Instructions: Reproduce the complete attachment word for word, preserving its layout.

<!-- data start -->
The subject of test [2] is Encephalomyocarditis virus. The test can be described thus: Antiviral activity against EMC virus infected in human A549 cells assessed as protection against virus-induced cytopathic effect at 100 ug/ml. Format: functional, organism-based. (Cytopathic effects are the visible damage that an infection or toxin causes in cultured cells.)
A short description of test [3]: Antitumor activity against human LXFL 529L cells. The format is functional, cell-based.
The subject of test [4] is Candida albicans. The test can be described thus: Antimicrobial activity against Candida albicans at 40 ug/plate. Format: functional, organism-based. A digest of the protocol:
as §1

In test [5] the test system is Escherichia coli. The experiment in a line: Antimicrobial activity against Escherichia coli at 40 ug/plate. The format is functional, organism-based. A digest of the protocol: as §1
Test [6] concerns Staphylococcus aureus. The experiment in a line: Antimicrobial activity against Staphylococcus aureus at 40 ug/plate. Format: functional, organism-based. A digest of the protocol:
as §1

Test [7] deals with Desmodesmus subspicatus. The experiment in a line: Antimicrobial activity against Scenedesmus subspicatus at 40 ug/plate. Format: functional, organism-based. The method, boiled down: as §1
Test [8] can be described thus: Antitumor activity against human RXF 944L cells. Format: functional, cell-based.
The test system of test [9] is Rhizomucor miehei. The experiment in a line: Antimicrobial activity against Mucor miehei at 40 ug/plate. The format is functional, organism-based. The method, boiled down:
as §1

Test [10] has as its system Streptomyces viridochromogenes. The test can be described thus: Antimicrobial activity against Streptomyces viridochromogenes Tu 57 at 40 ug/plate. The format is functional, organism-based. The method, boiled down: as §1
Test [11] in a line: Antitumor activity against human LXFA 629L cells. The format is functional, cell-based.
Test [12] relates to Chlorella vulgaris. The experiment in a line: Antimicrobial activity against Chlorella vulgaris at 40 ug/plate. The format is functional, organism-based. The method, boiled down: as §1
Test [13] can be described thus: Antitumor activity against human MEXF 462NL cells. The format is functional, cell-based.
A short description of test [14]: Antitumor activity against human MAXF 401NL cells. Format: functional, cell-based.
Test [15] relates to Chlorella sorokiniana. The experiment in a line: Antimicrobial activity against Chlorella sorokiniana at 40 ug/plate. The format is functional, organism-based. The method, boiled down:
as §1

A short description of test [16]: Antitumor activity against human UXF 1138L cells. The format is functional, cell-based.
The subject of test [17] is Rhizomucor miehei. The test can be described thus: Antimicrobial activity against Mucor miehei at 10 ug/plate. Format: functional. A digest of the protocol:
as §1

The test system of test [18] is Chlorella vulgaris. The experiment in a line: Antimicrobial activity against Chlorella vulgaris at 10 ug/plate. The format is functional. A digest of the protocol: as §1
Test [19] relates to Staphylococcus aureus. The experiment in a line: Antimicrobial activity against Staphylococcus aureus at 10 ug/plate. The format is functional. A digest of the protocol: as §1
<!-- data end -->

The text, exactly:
The subject of test [2] is Encephalomyocarditis virus. The test can be described thus: Antiviral activity against EMC virus infected in human A549 cells assessed as protection against virus-induced cytopathic effect at 100 ug/ml. Format: functional, organism-based. (Cytopathic effects are the visible damage that an infection or toxin causes in cultured cells.)
A short description of test [3]: Antitumor activity against human LXFL 529L cells. The format is functional, cell-based.
The subject of test [4] is Candida albicans. The test can be described thus: Antimicrobial activity against Candida albicans at 40 ug/plate. Format: functional, organism-based. A digest of the protocol:
as §1

In test [5] the test system is Escherichia coli. The experiment in a line: Antimicrobial activity against Escherichia coli at 40 ug/plate. The format is functional, organism-based. A digest of the protocol: as §1
Test [6] concerns Staphylococcus aureus. The experiment in a line: Antimicrobial activity against Staphylococcus aureus at 40 ug/plate. Format: functional, organism-based. A digest of the protocol:
as §1

Test [7] deals with Desmodesmus subspicatus. The experiment in a line: Antimicrobial activity against Scenedesmus subspicatus at 40 ug/plate. Format: functional, organism-based. The method, boiled down: as §1
Test [8] can be described thus: Antitumor activity against human RXF 944L cells. Format: functional, cell-based.
The test system of test [9] is Rhizomucor miehei. The experiment in a line: Antimicrobial activity against Mucor miehei at 40 ug/plate. The format is functional, organism-based. The method, boiled down:
as §1

Test [10] has as its system Streptomyces viridochromogenes. The test can be described thus: Antimicrobial activity against Streptomyces viridochromogenes Tu 57 at 40 ug/plate. The format is functional, organism-based. The method, boiled down: as §1
Test [11] in a line: Antitumor activity against human LXFA 629L cells. The format is functional, cell-based.
Test [12] relates to Chlorella vulgaris. The experiment in a line: Antimicrobial activity against Chlorella vulgaris at 40 ug/plate. The format is functional, organism-based. The method, boiled down: as §1
Test [13] can be described thus: Antitumor activity against human MEXF 462NL cells. The format is functional, cell-based.
A short description of test [14]: Antitumor activity against human MAXF 401NL cells. Format: functional, cell-based.
Test [15] relates to Chlorella sorokiniana. The experiment in a line: Antimicrobial activity against Chlorella sorokiniana at 40 ug/plate. The format is functional, organism-based. The method, boiled down:
as §1

A short description of test [16]: Antitumor activity against human UXF 1138L cells. The format is functional, cell-based.
The subject of test [17] is Rhizomucor miehei. The test can be described thus: Antimicrobial activity against Mucor miehei at 10 ug/plate. Format: functional. A digest of the protocol:
as §1

The test system of test [18] is Chlorella vulgaris. The experiment in a line: Antimicrobial activity against Chlorella vulgaris at 10 ug/plate. The format is functional. A digest of the protocol: as §1
Test [19] relates to Staphylococcus aureus. The experiment in a line: Antimicrobial activity against Staphylococcus aureus at 10 ug/plate. The format is functional. A digest of the protocol: as §1